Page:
Samuel warned that the people's sin would destroy the people and their king.
Thus, the people end up destroying all the institutions they have constructed to try to suppress the consequences of sin in their society.
We have seen how Saul's sin provoked the people to sin, and the people's sin provoked Saul to sin. Saul disobeyed God's commandments to appease his people, and God rejected him as king over Israel.
Saul and his people were entangled in their sin, showing the truth of God's Word: "thou shalt not follow a multitude to do evil," and "evil associations corrupt good conduct."
This real-life example of the sympathetic resonance between the sin of Israel and the sin of king Saul is a sharp contrast to our Lord Jesus' interaction with His people!
Hebrews describes Jesus as "holy, harmless, undefiled, separate from sinners." That doesn't mean that Jesus separated Himself from His people, but rather that He was never polluted by the sin of His people whom He has saved.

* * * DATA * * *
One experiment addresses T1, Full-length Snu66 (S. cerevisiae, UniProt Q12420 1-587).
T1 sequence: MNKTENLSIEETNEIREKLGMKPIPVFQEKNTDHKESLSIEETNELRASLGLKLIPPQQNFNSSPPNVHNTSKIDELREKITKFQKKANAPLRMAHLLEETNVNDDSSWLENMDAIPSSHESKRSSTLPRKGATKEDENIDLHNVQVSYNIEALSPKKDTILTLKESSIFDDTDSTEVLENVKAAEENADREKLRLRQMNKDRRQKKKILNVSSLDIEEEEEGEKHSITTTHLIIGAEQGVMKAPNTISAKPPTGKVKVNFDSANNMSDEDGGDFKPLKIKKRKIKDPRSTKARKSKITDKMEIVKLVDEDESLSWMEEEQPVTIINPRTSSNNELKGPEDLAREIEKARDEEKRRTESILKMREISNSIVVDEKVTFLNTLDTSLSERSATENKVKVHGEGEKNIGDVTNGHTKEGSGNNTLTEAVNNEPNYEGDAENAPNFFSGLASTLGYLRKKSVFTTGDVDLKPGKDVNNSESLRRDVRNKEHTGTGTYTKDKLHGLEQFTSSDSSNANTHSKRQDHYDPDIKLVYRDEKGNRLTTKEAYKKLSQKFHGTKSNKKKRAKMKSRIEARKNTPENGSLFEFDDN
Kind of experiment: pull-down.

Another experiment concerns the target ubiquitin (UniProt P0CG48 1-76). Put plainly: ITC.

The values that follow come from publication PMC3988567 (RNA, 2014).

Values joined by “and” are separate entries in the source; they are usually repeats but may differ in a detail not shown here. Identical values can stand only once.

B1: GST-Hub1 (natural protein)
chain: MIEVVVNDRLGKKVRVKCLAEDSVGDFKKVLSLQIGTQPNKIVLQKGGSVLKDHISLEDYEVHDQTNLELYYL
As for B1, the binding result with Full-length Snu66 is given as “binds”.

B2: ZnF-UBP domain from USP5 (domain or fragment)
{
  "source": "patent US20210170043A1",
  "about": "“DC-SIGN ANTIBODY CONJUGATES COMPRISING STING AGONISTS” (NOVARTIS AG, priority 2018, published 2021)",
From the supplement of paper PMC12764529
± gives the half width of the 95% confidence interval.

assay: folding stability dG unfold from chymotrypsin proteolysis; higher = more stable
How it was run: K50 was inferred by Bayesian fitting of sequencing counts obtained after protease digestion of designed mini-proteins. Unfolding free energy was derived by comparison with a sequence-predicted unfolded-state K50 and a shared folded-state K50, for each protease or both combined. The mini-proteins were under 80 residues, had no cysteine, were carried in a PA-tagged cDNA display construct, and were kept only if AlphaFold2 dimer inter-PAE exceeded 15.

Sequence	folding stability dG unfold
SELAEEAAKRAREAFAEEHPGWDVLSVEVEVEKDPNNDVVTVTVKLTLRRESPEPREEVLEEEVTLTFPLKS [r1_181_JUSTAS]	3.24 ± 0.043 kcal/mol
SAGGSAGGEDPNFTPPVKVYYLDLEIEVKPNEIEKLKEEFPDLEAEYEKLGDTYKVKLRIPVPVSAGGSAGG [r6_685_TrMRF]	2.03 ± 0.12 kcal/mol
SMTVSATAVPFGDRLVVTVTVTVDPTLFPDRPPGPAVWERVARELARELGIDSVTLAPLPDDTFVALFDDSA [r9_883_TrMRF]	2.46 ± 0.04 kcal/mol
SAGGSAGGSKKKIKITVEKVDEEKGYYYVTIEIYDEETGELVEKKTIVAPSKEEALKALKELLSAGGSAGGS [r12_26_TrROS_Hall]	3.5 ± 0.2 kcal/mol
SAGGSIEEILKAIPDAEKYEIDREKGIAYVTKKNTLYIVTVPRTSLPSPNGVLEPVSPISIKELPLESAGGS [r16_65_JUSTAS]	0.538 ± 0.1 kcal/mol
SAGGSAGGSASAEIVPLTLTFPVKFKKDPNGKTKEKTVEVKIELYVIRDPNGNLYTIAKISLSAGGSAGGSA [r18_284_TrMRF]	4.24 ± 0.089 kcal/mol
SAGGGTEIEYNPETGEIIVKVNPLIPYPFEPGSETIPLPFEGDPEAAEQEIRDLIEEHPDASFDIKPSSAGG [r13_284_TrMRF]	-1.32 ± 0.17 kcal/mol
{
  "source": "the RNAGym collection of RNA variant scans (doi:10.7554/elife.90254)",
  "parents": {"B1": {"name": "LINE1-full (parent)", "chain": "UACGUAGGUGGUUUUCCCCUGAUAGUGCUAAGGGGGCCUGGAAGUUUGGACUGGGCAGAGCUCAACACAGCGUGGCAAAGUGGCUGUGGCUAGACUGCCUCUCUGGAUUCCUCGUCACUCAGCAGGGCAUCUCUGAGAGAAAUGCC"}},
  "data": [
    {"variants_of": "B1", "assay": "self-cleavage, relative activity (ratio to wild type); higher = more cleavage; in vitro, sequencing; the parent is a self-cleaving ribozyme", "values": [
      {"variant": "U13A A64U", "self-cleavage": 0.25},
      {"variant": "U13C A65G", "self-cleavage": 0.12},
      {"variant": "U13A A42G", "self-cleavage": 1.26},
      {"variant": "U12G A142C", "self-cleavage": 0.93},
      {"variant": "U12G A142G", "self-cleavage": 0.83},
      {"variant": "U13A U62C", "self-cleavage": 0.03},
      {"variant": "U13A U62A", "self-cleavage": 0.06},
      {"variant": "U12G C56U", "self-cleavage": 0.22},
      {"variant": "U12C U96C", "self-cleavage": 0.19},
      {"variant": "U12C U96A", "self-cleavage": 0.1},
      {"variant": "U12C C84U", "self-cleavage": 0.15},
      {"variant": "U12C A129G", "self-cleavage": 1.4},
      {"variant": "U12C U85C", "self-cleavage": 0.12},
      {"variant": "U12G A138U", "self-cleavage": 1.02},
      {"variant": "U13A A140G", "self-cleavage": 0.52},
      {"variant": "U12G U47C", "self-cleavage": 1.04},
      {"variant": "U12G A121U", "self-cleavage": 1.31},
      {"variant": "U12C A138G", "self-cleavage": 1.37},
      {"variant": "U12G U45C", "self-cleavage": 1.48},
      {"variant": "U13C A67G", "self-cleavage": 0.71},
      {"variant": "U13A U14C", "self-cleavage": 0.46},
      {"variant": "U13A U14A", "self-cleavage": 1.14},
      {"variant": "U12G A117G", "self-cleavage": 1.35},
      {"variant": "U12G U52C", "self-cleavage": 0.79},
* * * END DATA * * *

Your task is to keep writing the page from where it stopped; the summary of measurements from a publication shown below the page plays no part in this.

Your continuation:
The sins of the Lord's people could not pollute Jesus, or tempt him to disobedience, or cause Him to stumble or morally besmirch Himself in any way.
It is crucial that we always keep in mind this stark distinction between our leaders and our Savior, between our earthly institutions and Jesus Christ.
We ultimately destroy, by our sin, our own institutions and leaders.
But we can never destroy, by our sin, our Blessed Redeemer!
The One Who made all things, and gives all things life, our Creator, our Redeemer, could not be paralyzed into inaction by leprosy, or a little blood, or even death itself. By His power He makes clean what was polluted, makes whole what was diseased, & makes alive the dead!